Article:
Totally enlightened and fully accomplished sages with their beings in the Supreme Spirit gave a proper shape to spiritual excellence and yagya, and instructed men that they would prosper through the observance of yagya. By this prosperity they did not mean that clay houses would change into brick-and-plaster mansions. Neither did they promise that men would begin to make more money. They rather wished men to know that yagya would fulfil their God-inclined aspirations. A logical question that confronts us here is whether yagya leads to immediate attainment of God or only by gradual steps.
Lord Krishn sings in Chapter three of Bhagavad Gita:
“And may you cherish gods by yagya
and may gods foster you,
for this is the means by which
you will finally achieve the ultimate state.”
Cherishing gods by yagya means fostering sacred impulses. And that is also how gods foster mankind. Thus, by mutual augmentation men will ultimately achieve that final bliss after which there is nothing more to achieve. The deeper we enter into yagya (worshiping of God), the more is the heart enriched with divinity. The Supreme Spirit is the only God and the means-the impulses-that provide access to that God are the “divine treasure” because they bring the ultimate God within reach.
Lord Krishn adds further:
“The gods you foster by yagya will shower upon you
without asking all the joys you wish for,
but the man who avails himself of these joys
without having paid for them is truly a thief.”
The divine riches we earn and store by yagya will give us nothing else besides joys related to the revered God. They are the only powers which give. There is no other way to attain to the adored God.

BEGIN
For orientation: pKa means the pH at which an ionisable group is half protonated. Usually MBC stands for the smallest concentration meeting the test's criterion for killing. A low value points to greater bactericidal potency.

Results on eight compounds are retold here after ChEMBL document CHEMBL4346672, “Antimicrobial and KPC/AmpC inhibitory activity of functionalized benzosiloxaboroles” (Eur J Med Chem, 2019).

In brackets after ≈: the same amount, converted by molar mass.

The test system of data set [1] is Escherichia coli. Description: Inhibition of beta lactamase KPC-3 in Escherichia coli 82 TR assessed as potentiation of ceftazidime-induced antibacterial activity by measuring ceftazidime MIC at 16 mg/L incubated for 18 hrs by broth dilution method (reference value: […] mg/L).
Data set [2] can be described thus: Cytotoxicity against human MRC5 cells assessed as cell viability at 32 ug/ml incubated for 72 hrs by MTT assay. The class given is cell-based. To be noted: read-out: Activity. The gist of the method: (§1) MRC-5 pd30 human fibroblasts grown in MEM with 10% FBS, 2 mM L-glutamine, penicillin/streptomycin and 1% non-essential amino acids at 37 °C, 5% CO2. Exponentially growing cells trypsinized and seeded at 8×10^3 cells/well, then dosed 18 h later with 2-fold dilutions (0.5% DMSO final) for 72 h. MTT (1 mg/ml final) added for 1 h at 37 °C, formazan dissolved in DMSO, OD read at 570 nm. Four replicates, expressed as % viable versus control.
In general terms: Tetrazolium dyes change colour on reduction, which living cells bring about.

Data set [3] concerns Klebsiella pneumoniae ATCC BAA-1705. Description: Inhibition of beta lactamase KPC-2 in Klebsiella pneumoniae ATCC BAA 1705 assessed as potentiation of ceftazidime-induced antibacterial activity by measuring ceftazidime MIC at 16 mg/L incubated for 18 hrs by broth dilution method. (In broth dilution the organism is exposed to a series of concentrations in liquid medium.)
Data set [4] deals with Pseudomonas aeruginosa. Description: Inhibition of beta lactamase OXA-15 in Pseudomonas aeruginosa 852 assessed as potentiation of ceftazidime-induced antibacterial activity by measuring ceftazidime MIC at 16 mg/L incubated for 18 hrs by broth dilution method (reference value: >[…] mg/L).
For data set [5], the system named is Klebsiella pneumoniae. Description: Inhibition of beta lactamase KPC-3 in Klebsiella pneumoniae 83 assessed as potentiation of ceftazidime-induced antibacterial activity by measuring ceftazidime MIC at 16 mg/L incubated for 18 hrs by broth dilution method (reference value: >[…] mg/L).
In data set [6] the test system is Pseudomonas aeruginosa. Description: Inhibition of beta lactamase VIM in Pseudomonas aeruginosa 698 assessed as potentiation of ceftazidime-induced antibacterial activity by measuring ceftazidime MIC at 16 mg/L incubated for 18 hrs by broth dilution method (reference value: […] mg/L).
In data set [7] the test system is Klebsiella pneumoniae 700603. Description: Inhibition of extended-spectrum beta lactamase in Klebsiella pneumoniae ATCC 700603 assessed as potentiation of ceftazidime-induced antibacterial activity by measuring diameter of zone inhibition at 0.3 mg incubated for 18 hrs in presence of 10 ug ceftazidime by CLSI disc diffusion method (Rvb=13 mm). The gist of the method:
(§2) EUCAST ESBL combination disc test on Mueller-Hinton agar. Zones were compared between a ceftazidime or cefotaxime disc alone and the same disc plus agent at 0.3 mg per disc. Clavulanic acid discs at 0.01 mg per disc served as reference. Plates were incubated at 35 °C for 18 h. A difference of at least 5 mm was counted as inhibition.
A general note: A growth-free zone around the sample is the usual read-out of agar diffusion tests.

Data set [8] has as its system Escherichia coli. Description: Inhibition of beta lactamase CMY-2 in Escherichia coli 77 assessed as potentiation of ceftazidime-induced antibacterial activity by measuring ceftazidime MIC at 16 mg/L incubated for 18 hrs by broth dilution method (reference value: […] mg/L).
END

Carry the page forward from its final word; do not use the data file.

The man who tries to enjoy this state without making an offering of divine riches, the righteous impulses, is doubtlessly a thief who is given nothing. And since he gets nothing, what is there for him to enjoy?
But he pretends all the same that he is perfect, a knower of the essence. Such a braggart is shy of the path of righteousness and so he is truly a thief (albeit an unsuccessful one).
But what do the attainers gain?
Sri Krishn preaches in next verse:
” The wise who partake of what is left over
from yagya are rid of all evil,
but the sinners who cook only for the sustenance of their bodies
partake of nothing but sin.”
They who subsist on the food derived from yagya are absolved of all sins. The moment of achievement in the course of augmenting the divine plenty is also the moment of its completion. When yagya is complete, the leftover is God himself. The same has been said by Sri Krishn in a different way: the one who feeds on what is generated by yagya merges into the Supreme Spirit. The sage who feeds on God’s manna that issues from yagya is liberated from all sins or, in other words, from birth and death.
Sages eat for liberation, but a sinner eats for the sake of the body that is born through the medium of attachment. He feeds on evil. He may have sung hymns, known the way of worship, and also made a little bit of the way, but despite all this there arises in him a cloying desire that he should achieve something for the body and its objects of attachment. And it is quite likely that he will also get what he desires. But then, after this “joy”, he will find himself stationary at the very point from which he had begun his spiritual quest.
What greater loss can there be than this? When the body itself is destructible, how long can its pleasures and joys be with us? So, irrespective of their divine adoration, such men partake only of sin.